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The promise of Christmas 2011 in major markets

Retail sales performance during the Christmas season is a major indicator of consumer sentiment as well as consumer buying strength and preferences, giving a valuable pointer to the state of the retail business in the year ahead. The 2011 Christmas sales situation in Hong Kong’s major markets deserves added significance, as much attention appears to be focused on the season’s sales to determine the extent to which the renewed downturn of the global economy will affect consumer confidence and spending. In this regard, HKTDC’s network of offices located worldwide has provided first-hand information to help depict the year-end sales situation in Hong Kong’s major markets.

US – Satisfactory growth amid extensive sales promotions

While sales results for the entire holiday season will not be available until retailers announce their official December sales figures in January, preliminary indications reveal that Christmas sales in the US were below the solid gains at the beginning of the festive season. Sales got off to an unexpectedly firm start after Thanksgiving, but then slowed down as holiday shoppers adopted a wait-and-see approach to buying. Still, US retailers, helped by continued aggressive promotions and conducive weather conditions, managed to record a satisfactory sales increase of some 3.5% over last year, when a stellar 5.2% growth was achieved. There were five Saturdays between Thanksgiving and Christmas this year after just four last year, thus allowing more room for last-minute purchases.

If anything, consumer sentiment, backed by a raft of healthier economic indicators and rebound of the stock market, has improved somewhat towards Christmas, but shoppers were not in high mood for lavish purchases as concern over job security, heavy debt loads and dwindling home values lingered. Given their cautiousness, most Christmas shoppers, albeit tired of hoarding every penny, still favoured lower-priced and practical items, taking time to plan and organise their shopping in advance to save money. Even the well-off consumers, who fared relatively well this season, were focused and tactical in their purchases, opting for timeless and classic items that would not go out of style rapidly. In most cases, holiday shoppers used cash or their debit card for purchases to ensure spending within budget, along with a penchant for gift cards in view of their practicality. Increasingly, shoppers have further used mobile devices to search for gift ideas and well priced items.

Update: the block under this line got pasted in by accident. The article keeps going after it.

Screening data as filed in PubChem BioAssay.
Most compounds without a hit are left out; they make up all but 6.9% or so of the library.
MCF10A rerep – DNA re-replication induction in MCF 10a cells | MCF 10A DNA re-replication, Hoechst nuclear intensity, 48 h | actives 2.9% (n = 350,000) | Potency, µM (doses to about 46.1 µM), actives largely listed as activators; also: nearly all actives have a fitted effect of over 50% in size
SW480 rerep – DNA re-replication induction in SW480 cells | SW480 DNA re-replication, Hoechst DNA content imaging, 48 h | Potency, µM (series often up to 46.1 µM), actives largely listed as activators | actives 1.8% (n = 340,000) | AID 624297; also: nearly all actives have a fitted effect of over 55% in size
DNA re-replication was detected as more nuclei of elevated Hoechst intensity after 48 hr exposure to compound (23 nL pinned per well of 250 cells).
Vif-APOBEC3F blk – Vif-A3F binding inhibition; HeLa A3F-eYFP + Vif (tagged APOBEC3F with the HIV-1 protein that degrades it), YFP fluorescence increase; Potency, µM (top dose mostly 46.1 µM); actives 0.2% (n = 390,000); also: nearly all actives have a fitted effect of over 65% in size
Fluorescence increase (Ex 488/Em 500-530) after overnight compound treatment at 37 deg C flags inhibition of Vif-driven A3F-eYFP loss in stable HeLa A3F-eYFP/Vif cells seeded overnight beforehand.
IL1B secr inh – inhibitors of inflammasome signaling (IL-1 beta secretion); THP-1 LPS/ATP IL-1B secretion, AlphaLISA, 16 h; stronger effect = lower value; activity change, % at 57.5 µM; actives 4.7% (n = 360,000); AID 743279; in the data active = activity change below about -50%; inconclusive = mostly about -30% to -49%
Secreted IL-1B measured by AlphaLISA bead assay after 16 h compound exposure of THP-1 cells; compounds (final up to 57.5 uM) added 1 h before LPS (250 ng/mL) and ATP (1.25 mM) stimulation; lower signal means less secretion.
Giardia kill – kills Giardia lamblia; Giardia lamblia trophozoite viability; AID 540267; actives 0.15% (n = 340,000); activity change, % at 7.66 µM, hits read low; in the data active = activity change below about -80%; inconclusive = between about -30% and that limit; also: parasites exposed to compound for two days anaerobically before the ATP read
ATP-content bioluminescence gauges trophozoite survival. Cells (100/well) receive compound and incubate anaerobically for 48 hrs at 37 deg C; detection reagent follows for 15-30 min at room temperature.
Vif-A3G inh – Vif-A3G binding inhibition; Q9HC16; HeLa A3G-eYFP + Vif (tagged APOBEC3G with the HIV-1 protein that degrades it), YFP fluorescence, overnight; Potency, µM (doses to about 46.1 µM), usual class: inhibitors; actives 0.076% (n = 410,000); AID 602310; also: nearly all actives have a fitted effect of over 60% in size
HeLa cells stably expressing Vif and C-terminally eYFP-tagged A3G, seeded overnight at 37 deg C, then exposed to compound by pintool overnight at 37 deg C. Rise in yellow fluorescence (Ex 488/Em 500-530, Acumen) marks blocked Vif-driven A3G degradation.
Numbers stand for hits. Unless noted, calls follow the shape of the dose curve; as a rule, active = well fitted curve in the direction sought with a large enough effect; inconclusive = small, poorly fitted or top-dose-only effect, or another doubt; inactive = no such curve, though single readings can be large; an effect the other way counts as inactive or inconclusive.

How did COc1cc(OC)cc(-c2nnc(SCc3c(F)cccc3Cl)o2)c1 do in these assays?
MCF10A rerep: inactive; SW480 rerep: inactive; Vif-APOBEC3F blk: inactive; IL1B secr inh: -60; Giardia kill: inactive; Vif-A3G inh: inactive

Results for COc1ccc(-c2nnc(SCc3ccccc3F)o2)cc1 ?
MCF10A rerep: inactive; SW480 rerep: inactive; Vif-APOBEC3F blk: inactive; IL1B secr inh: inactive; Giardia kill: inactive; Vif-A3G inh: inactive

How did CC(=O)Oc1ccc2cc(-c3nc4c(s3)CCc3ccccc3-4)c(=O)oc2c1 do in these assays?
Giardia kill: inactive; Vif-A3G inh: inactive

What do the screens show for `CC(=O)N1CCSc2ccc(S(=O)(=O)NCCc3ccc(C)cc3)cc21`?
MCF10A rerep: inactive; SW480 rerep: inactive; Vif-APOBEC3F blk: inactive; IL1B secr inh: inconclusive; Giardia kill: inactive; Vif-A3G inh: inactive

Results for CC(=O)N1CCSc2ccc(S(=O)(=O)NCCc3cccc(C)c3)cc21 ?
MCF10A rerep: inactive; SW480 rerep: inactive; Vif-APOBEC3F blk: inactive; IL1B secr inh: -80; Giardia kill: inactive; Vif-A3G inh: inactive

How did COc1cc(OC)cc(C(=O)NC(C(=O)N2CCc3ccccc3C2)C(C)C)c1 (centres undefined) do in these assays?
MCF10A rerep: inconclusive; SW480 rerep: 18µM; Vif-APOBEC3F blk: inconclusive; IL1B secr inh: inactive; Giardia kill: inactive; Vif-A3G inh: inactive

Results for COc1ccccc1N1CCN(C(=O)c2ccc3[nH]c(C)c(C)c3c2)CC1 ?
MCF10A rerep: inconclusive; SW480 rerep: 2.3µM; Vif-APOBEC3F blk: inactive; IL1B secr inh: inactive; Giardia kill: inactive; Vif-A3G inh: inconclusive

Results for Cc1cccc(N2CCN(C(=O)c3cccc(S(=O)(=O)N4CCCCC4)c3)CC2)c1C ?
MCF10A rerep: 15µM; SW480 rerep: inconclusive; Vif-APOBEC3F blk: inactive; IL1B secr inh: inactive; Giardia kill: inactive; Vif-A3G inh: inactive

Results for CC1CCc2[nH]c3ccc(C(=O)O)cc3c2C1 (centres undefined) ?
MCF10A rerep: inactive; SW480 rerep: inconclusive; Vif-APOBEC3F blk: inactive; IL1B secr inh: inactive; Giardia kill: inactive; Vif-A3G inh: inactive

In tandem with a reduction of inventories, US retailers, while focusing on value, have rendered a string of selective discounts and door-buster specials to woo deal-hungry shoppers. In fact, it was not the extent of the bargains that was notable, but how early the promotional activities began. Retailers, for instance, offered Black Friday deals just after Halloween, in addition to further extending their business hours. They have also made use of social networks to push promotions and cultivate shopper communities. Capitalising on the popularity of online purchases, e-tailers, including most bricks-and-mortar retailers featuring websites and mobile apps, performed particularly well during the festive season.  Nonetheless, as prudence has remained the buzzword, mass merchandisers and discounters again captured a big chunk of year-end business at the expense of mid-market retailers, although high-end stores also showed good gains amid the robust sales of luxury items.